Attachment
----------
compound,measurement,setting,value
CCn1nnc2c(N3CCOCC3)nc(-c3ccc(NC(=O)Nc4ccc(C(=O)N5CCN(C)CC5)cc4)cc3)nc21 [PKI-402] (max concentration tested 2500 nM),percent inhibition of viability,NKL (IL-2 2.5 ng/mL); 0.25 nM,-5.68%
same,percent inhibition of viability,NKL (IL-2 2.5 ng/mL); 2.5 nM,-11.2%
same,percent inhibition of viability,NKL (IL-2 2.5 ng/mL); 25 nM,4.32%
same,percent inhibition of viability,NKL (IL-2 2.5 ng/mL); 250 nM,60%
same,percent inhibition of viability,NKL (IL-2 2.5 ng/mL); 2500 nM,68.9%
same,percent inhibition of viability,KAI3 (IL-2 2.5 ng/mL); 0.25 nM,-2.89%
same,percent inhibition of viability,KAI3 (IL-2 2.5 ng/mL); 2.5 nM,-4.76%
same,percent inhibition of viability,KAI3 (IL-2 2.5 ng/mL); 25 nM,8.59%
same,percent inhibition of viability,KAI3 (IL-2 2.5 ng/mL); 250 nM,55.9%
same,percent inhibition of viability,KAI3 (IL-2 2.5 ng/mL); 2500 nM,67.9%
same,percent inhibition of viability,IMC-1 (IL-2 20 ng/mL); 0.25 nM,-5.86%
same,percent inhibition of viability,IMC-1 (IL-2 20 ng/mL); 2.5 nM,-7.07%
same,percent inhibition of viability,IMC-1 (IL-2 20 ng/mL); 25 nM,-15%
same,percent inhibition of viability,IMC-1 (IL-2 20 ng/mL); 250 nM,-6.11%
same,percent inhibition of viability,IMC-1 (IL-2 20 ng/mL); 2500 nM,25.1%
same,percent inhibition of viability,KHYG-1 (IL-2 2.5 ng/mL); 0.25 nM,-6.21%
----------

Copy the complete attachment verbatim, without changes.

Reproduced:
compound,measurement,setting,value
CCn1nnc2c(N3CCOCC3)nc(-c3ccc(NC(=O)Nc4ccc(C(=O)N5CCN(C)CC5)cc4)cc3)nc21 [PKI-402] (max concentration tested 2500 nM),percent inhibition of viability,NKL (IL-2 2.5 ng/mL); 0.25 nM,-5.68%
same,percent inhibition of viability,NKL (IL-2 2.5 ng/mL); 2.5 nM,-11.2%
same,percent inhibition of viability,NKL (IL-2 2.5 ng/mL); 25 nM,4.32%
same,percent inhibition of viability,NKL (IL-2 2.5 ng/mL); 250 nM,60%
same,percent inhibition of viability,NKL (IL-2 2.5 ng/mL); 2500 nM,68.9%
same,percent inhibition of viability,KAI3 (IL-2 2.5 ng/mL); 0.25 nM,-2.89%
same,percent inhibition of viability,KAI3 (IL-2 2.5 ng/mL); 2.5 nM,-4.76%
same,percent inhibition of viability,KAI3 (IL-2 2.5 ng/mL); 25 nM,8.59%
same,percent inhibition of viability,KAI3 (IL-2 2.5 ng/mL); 250 nM,55.9%
same,percent inhibition of viability,KAI3 (IL-2 2.5 ng/mL); 2500 nM,67.9%
same,percent inhibition of viability,IMC-1 (IL-2 20 ng/mL); 0.25 nM,-5.86%
same,percent inhibition of viability,IMC-1 (IL-2 20 ng/mL); 2.5 nM,-7.07%
same,percent inhibition of viability,IMC-1 (IL-2 20 ng/mL); 25 nM,-15%
same,percent inhibition of viability,IMC-1 (IL-2 20 ng/mL); 250 nM,-6.11%
same,percent inhibition of viability,IMC-1 (IL-2 20 ng/mL); 2500 nM,25.1%
same,percent inhibition of viability,KHYG-1 (IL-2 2.5 ng/mL); 0.25 nM,-6.21%